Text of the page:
Today I watched Takashi Miike’s Like A Dragon (2007)
The idea of adapting a video game to film seems almost doomed from inception, at least that is how it seems considering the extreme negative reception most seem to receive. I think this is partly because of the tricky nature of narrative in the video game medium, an art form defined by interaction with systems and mechanics. What makes a video game work is not what makes a film work, the memorable elements of a game have a personal aspect that film lacks because the audience does not directly interact with a film. Alternatively, video game stories have a lot of difficulty incorporating deeper narrative connections with people because the pace of a fun game does not lend itself well to the hero losing a few rounds before finally overcoming the obstacle as is normal in other art forms. The most common recollection of a gamer is more often about a certain interaction they had with the mechanics, not with the scripted moments. But here stands a film that demonstrates how to properly adapt a video game, and do it with gusto.
Like a Dragon is based on the Yakuza video game franchise, more specifically a loose adaptation of plot elements from the first game. The plot of the film version takes place in one sweltering hot night in a fictional Tokyo neighborhood in which a bank is being robbed. This robbery leads to the discovery that the vault has already been emptied, most of the money belonged to a big yakuza boss so now heads need to roll. This metaplot is told through a number of connected people and their intertwining stories which all collide at various points in the film; there are the yakuza trying to track down the money, a pair of teenagers who are on a robbery spree in an attempt to get out of town, some bumbling cops trying to keep everything under control, and there is our main character, Kazuma Kiryu played by Kazuki Kitamura, an ex-yakuza who is trying to help an orphan girl find her mother.
While this film takes many liberties with the plot of the game, it captures the real essence of the experience in those games. The plot is mildly ridiculous and really only serves as a confusing background for the moment to moment action, which is not unlike the games themselves. The experience of playing a Yakuza game is typified by walking around a small open world environment and getting up to random hijinks of progressively increasing zaniness, a structure that this film follows to a T. The downside is that the over arching narrative is really hard to follow and somewhat poorly developed. But being caught up isn’t really all that important here, the film is a nutty live action cartoon and the seeming randomness that elements are introduced works as part of the fun.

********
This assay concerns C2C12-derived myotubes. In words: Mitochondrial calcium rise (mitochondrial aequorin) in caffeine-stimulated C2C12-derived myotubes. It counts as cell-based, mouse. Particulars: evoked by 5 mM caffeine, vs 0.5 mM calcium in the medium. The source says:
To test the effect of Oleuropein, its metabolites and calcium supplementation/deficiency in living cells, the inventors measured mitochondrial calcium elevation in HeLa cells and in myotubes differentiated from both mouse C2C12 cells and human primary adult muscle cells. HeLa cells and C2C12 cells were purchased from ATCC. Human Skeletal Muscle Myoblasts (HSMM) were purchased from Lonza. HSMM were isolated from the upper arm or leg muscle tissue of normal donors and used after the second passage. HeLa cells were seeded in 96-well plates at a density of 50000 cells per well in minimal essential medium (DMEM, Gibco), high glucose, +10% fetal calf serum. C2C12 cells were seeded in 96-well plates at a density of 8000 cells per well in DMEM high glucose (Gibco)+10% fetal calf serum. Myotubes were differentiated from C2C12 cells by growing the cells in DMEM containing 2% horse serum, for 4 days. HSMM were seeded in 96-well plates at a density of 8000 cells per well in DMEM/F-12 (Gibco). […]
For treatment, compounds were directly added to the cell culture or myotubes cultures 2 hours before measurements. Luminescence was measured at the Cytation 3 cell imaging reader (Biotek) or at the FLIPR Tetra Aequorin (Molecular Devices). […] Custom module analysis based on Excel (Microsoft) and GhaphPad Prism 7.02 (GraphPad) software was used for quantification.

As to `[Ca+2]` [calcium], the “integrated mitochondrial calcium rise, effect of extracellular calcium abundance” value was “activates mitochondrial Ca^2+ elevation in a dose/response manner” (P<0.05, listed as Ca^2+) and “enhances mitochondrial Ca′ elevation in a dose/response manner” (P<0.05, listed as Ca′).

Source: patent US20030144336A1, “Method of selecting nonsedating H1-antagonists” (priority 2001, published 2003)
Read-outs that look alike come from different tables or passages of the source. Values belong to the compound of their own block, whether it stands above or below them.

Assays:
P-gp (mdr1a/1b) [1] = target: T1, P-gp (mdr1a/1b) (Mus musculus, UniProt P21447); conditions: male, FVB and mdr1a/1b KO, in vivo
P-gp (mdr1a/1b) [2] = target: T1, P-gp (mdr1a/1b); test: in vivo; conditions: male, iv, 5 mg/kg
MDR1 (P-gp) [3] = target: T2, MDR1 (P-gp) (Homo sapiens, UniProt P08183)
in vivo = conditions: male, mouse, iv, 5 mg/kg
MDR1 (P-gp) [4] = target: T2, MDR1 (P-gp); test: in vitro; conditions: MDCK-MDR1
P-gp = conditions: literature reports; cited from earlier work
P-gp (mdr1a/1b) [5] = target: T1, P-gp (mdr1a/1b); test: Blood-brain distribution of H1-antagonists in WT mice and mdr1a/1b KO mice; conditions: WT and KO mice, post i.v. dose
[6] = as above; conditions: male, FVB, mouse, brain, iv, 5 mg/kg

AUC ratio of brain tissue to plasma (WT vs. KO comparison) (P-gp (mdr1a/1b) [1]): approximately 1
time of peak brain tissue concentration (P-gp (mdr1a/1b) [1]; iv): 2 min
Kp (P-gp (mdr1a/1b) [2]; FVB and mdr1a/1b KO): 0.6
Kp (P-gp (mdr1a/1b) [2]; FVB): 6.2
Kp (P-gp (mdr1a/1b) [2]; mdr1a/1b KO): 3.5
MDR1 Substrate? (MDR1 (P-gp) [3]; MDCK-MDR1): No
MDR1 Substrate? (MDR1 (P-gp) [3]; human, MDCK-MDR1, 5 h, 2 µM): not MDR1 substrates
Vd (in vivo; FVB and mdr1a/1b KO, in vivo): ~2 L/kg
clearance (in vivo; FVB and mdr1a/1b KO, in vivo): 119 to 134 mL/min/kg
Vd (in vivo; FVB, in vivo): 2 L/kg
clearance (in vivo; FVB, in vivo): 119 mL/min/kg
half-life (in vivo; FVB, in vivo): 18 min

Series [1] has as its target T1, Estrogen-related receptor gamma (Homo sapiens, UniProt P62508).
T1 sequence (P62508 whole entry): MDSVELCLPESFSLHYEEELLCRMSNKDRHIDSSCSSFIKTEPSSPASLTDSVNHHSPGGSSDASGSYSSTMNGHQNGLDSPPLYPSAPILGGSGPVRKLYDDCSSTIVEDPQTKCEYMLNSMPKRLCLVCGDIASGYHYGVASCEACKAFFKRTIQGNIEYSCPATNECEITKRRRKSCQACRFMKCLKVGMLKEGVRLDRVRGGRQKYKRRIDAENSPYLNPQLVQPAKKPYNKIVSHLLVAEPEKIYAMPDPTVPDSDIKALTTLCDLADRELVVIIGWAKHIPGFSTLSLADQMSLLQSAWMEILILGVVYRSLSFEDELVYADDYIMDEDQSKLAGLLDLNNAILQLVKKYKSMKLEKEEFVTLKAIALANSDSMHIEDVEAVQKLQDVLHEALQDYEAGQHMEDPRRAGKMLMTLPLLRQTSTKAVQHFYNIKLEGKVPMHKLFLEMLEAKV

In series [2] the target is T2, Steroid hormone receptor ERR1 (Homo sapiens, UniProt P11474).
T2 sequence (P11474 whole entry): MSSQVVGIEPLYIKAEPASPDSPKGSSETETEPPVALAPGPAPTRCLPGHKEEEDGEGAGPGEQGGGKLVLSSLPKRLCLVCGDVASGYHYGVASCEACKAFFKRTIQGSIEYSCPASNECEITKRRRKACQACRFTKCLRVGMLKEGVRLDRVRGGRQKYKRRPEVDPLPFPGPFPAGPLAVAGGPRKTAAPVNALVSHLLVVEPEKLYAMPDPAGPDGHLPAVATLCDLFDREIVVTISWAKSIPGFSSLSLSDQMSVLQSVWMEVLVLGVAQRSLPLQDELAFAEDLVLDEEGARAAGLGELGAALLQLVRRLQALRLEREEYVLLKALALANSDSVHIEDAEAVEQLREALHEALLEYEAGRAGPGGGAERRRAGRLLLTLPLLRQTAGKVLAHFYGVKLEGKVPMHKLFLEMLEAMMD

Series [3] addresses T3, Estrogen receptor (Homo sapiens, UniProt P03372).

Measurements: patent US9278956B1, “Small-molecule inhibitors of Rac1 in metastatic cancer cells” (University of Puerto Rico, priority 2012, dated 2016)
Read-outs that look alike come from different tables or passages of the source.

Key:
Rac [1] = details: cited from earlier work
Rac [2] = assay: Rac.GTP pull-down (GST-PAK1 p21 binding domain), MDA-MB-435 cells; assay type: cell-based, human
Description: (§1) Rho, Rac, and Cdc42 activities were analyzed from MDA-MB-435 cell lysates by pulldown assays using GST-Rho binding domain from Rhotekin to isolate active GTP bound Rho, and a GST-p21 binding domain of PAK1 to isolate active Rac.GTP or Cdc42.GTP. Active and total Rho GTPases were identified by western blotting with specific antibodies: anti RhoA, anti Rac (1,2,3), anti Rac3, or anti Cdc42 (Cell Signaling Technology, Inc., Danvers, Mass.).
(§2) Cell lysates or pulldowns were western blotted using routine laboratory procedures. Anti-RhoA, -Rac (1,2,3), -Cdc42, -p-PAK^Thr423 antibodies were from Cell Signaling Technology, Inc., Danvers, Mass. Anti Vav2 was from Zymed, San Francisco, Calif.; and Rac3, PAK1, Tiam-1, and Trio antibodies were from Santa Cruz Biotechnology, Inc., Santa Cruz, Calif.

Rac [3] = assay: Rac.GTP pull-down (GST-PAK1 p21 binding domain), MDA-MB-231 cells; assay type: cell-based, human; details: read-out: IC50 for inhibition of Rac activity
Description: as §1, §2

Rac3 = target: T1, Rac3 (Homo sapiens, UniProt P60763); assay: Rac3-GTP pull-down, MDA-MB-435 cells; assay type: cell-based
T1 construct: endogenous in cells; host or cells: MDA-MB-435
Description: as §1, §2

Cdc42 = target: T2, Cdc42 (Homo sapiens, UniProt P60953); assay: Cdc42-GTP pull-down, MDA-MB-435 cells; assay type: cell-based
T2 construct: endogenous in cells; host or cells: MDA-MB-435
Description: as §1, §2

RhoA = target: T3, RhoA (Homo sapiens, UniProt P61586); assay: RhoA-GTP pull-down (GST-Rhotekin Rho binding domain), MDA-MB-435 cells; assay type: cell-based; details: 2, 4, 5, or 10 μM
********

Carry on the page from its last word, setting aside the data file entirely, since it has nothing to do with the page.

What makes the movie really entertaining is the way the scenes work in a pseudo episodic form, like a series of creative and crazy shorts stitched together. Through this structure, Miike gets to do his trademark mood whiplash trick multiple times as the film switched very quickly, yet smoothly, from comedy to melodrama. It is all presented in an over the top, comic style of intense lighting and angles that makes the world of the film seem more than reality, an extreme version of it. Despite the scattershot nature of the over involved narrative, this boundless style and the various uses of tone in the picture work wonders and make it consistently entertaining and engrossing.
Like a Dragon works because instead of being a perfect copy of the written story of the game it is based on, it attempts to adapt the moment to moment activity of the game. It also captures the off kilter humour of the series and has numerous direct references to some of the more absurd elements of a game world, the final fight has a very random power-up introduced to hilarious results. It makes the high melodrama work with the zany comedy and got me connected to the characters despite the lack of narrative development, it took a necessary backseat to some truly fun mayhem. 4/5